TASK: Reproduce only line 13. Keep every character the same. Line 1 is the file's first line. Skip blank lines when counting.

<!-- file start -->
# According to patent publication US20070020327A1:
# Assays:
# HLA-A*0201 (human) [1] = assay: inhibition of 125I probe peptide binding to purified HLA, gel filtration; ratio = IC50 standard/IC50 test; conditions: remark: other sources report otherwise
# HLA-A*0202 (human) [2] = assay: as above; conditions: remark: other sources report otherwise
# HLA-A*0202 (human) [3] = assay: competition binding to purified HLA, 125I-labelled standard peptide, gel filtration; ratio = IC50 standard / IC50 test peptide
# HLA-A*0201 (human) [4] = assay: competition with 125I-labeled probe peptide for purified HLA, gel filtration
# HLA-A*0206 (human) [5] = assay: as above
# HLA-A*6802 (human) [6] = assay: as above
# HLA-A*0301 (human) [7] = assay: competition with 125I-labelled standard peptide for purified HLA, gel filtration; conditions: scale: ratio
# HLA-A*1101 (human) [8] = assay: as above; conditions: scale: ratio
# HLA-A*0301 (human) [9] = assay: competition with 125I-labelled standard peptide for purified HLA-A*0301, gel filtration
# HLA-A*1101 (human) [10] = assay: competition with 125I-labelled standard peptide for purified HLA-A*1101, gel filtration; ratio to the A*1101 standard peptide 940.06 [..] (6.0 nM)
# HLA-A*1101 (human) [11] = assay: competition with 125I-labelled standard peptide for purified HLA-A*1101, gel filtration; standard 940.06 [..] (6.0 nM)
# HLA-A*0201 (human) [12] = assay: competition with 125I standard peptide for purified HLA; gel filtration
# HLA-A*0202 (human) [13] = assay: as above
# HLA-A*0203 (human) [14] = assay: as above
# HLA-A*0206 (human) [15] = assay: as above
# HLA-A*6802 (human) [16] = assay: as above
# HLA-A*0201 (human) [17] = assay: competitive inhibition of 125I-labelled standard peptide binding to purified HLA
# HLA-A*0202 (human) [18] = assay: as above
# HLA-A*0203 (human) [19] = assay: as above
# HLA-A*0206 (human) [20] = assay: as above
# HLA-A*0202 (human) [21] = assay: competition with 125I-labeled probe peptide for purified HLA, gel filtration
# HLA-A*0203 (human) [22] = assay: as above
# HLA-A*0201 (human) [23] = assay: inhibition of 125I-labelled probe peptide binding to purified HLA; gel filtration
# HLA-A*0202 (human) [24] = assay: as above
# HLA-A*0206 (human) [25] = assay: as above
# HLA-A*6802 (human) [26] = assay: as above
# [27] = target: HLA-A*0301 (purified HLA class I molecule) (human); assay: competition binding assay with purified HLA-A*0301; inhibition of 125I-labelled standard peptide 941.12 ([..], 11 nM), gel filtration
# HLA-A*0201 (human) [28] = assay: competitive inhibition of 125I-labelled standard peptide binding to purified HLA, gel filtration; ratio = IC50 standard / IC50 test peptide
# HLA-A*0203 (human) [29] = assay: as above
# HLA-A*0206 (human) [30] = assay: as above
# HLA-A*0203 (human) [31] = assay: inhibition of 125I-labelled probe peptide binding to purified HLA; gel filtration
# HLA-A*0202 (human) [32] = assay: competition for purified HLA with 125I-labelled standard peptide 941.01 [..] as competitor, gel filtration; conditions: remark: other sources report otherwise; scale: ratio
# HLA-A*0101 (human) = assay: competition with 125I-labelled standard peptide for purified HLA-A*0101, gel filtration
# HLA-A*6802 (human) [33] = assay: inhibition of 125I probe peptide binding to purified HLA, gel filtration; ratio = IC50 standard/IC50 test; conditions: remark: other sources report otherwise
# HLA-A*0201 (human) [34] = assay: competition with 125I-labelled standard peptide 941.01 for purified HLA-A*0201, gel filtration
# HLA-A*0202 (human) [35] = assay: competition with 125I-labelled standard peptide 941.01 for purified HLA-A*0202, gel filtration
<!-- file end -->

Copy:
# HLA-A*1101 (human) [11] = assay: competition with 125I-labelled standard peptide for purified HLA-A*1101, gel filtration; standard 940.06 [..] (6.0 nM)